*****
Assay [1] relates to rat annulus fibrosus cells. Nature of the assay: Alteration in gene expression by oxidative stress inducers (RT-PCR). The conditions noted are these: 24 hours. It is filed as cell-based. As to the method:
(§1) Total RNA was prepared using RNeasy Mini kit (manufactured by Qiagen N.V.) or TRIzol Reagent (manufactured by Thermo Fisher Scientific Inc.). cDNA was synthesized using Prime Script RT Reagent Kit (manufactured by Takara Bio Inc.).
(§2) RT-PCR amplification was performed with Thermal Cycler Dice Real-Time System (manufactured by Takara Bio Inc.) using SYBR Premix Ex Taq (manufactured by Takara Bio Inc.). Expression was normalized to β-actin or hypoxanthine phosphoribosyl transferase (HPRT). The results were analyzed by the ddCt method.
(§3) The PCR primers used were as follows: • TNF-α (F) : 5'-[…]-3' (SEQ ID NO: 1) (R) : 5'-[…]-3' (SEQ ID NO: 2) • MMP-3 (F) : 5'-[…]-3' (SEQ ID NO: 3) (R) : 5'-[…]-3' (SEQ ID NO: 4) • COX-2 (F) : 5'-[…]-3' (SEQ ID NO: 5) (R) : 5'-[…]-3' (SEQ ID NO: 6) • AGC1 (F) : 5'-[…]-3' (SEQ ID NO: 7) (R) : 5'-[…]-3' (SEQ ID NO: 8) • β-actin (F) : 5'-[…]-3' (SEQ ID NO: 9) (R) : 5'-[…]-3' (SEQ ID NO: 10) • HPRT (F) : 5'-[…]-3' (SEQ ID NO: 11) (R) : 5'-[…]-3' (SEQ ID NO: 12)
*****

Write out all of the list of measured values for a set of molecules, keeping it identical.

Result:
Assay [1] relates to rat annulus fibrosus cells. Nature of the assay: Alteration in gene expression by oxidative stress inducers (RT-PCR). The conditions noted are these: 24 hours. It is filed as cell-based. As to the method:
(§1) Total RNA was prepared using RNeasy Mini kit (manufactured by Qiagen N.V.) or TRIzol Reagent (manufactured by Thermo Fisher Scientific Inc.). cDNA was synthesized using Prime Script RT Reagent Kit (manufactured by Takara Bio Inc.).
(§2) RT-PCR amplification was performed with Thermal Cycler Dice Real-Time System (manufactured by Takara Bio Inc.) using SYBR Premix Ex Taq (manufactured by Takara Bio Inc.). Expression was normalized to β-actin or hypoxanthine phosphoribosyl transferase (HPRT). The results were analyzed by the ddCt method.
(§3) The PCR primers used were as follows: • TNF-α (F) : 5'-[…]-3' (SEQ ID NO: 1) (R) : 5'-[…]-3' (SEQ ID NO: 2) • MMP-3 (F) : 5'-[…]-3' (SEQ ID NO: 3) (R) : 5'-[…]-3' (SEQ ID NO: 4) • COX-2 (F) : 5'-[…]-3' (SEQ ID NO: 5) (R) : 5'-[…]-3' (SEQ ID NO: 6) • AGC1 (F) : 5'-[…]-3' (SEQ ID NO: 7) (R) : 5'-[…]-3' (SEQ ID NO: 8) • β-actin (F) : 5'-[…]-3' (SEQ ID NO: 9) (R) : 5'-[…]-3' (SEQ ID NO: 10) • HPRT (F) : 5'-[…]-3' (SEQ ID NO: 11) (R) : 5'-[…]-3' (SEQ ID NO: 12)